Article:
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Seeing into the Future

A Short History of Prediction

The ability to predict the future is essential to modern life. Planning for population growth or changes in weather patterns or forecasting demand for products and managing inventories would be impossible without it. But how have people through the ages gone about making predictions? What were their underlying assumptions, and what methods did they use? Have increased computer power and the newest algorithms improved our success in anticipating the future, or are we still only as good (or as bad) as our ancestors bent over their auguries? From the ancients watching the flight of birds to the murky activities of Google and Facebook today, Seeing into the Future provides vital insight into the past, present, and—of course—future of prediction.

288 pages | 5 1/2 x 8 1/2

Art: Art--General Studies



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"What will the weather be like tomorrow, next week, next year? Will there be another war, famine, global pandemic? Will the stock market rise or fall? In Seeing into the Future, military historian and theorist Martin van Creveld provides an overview of some of the myriad methods humans have devised over the millennia to foretell what is to come, from the ancients’ use of prophecy and astrology to today’s mathematical algorithms. In addition to delving into when, where, why, and how those techniques originated, he discusses such questions as why prediction is so difficult, whether modern humans are any better at making predictions than our ancestors were, and whether knowing the future is a good thing."

Physics Today

"Van Creveld summarizes this book by considering just how accurate these models can be, and indeed how accurate they should be. Any real ability to foresee the future is, he suggests, likely to be just as dangerous as past rulers thought they would be when they sentenced prophets and mystics to the flames or the axe! . . . This is an interesting book on a topic which we have all pondered at some time, and provides a great deal of food for thought."

Magonia Review of Books

"Creveld covers a broad range, from tribal shamans to Greek sibyls, Israeli prophets, the Prophet Muhammed, Hildegard of Bingen, Nostradamus, and contemporary mediums. In addition, Creveld describes such systematic approaches to prediction as omens, numerology, and the Bible and looks at the contemporary use of mathematical models, artificial intelligence, war games, algorithms, and the Delphi method, which solicits predictions from a number of people, all using their preferred methods for assessing the future. . . . Recommended."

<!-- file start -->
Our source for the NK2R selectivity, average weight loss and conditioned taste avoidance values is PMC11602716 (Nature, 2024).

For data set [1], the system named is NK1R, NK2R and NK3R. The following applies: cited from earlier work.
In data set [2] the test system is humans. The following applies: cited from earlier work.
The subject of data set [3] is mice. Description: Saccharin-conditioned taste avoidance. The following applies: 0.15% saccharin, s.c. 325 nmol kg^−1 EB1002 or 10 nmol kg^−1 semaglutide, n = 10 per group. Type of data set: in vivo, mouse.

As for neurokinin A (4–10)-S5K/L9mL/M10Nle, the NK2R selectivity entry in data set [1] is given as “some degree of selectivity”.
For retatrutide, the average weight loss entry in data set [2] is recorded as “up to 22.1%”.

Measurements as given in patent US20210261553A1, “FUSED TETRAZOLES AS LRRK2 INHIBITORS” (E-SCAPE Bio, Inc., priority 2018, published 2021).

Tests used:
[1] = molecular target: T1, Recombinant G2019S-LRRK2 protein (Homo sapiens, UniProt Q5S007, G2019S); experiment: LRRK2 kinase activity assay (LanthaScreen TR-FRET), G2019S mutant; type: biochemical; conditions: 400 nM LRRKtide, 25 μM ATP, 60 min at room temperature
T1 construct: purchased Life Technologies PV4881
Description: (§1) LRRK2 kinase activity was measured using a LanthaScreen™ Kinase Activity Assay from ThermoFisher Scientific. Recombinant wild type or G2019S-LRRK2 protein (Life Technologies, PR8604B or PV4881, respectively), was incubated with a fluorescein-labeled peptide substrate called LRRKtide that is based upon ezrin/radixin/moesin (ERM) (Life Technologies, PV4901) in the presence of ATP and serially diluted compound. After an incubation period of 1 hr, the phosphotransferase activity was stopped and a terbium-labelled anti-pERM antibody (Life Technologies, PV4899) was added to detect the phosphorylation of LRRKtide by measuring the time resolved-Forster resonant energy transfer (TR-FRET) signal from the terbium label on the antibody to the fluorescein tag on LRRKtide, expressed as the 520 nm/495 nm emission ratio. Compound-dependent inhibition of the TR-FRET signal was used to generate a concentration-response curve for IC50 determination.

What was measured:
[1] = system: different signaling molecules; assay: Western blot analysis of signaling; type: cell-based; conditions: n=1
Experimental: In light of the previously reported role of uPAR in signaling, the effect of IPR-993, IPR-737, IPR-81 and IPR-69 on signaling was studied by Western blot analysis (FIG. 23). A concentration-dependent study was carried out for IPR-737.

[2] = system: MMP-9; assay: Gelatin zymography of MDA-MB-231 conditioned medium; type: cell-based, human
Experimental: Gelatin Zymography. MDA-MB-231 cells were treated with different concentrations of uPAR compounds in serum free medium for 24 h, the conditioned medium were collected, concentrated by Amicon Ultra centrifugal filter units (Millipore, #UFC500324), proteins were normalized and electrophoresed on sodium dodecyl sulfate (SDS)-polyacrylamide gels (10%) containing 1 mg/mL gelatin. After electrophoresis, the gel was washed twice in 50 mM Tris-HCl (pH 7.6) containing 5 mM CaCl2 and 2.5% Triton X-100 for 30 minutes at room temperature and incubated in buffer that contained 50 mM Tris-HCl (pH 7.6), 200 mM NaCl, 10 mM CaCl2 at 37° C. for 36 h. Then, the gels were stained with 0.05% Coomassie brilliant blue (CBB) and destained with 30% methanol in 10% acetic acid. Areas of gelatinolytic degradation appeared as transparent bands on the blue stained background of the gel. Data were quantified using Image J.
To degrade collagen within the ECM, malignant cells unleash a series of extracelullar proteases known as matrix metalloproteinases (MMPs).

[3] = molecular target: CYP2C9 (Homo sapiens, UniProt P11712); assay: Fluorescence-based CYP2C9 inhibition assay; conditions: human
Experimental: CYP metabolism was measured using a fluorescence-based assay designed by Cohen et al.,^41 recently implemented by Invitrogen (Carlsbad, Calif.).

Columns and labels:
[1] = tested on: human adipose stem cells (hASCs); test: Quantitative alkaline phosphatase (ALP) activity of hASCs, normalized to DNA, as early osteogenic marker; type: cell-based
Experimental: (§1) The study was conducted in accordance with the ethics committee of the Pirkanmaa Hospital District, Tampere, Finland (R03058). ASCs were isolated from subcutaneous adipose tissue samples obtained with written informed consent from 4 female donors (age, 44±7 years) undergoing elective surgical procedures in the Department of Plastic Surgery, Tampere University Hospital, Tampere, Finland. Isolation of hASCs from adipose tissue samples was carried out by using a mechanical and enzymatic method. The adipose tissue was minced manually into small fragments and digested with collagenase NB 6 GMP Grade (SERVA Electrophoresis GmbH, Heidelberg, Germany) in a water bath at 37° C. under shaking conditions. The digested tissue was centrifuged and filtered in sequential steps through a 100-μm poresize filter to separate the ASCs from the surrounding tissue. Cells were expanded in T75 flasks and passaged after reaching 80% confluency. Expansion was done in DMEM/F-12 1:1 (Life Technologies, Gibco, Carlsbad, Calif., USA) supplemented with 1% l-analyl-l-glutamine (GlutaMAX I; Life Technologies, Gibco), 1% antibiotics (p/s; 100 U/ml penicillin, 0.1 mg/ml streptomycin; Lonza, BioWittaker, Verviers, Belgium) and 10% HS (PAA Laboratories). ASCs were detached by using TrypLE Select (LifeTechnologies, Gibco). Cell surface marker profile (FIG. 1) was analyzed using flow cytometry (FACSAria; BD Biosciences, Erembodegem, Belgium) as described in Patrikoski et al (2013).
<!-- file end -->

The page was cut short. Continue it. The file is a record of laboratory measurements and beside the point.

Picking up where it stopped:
"Creveld’s new book, Seeing into the Future, examines the principal methods that have been used for looking into the future throughout history. . . . Creveld’s original emphasis on the historical methods of prediction enriches previous scholarship. The book explores a number of predictive methods prevailing over time: speculation, deduction, extrapolation, polling, and modelling. . . . Creveld’s historical overview could have modified Abraham Lincoln’s aphorism: the best way to predict your future is to engineer it."

Technology and Culture Journal

"Martin van Creveld’s Seeing into the Future is a widely informed and deeply thoughtful examination of a critical area of human concern. Anyone seeking insight into the futurology and forecasting, with its manifold involvements in religion, sociology, science, and practical affairs will profit from this instructive and insightful work."

Nicholas Rescher, distinguished professor of philosophy, University of Pittsburgh

Table of Contents

Part I: A Mysterious Journey
1 A Villain of a Magician
2 In the Name of the Lord
3 Oracles, Pythias and Sibyls
4 A Dream to Remember
5 Consulting the Dead

Part II: Be Sober and Reasonable
6 Searching the Heavens
7 Clear and Manifest
8 On Birds, Livers and Sacrifices
9 The Magic of Numbers
10 Decoding the Bible

Part III: Enter Modernity
11 From Patterns to Cycles
12 With Hegel on the Brain
13 Ask, and You’ll Be Answered
14 The Most Powerful Tools
15 War Games Here, War Games There

Part IV: The Lord of the Universe
16 Looking Backward
17 Why is Prediction So Difficult?
18 Is Our Game Improving?
19 A World Without Uncertainty?

Further Reading

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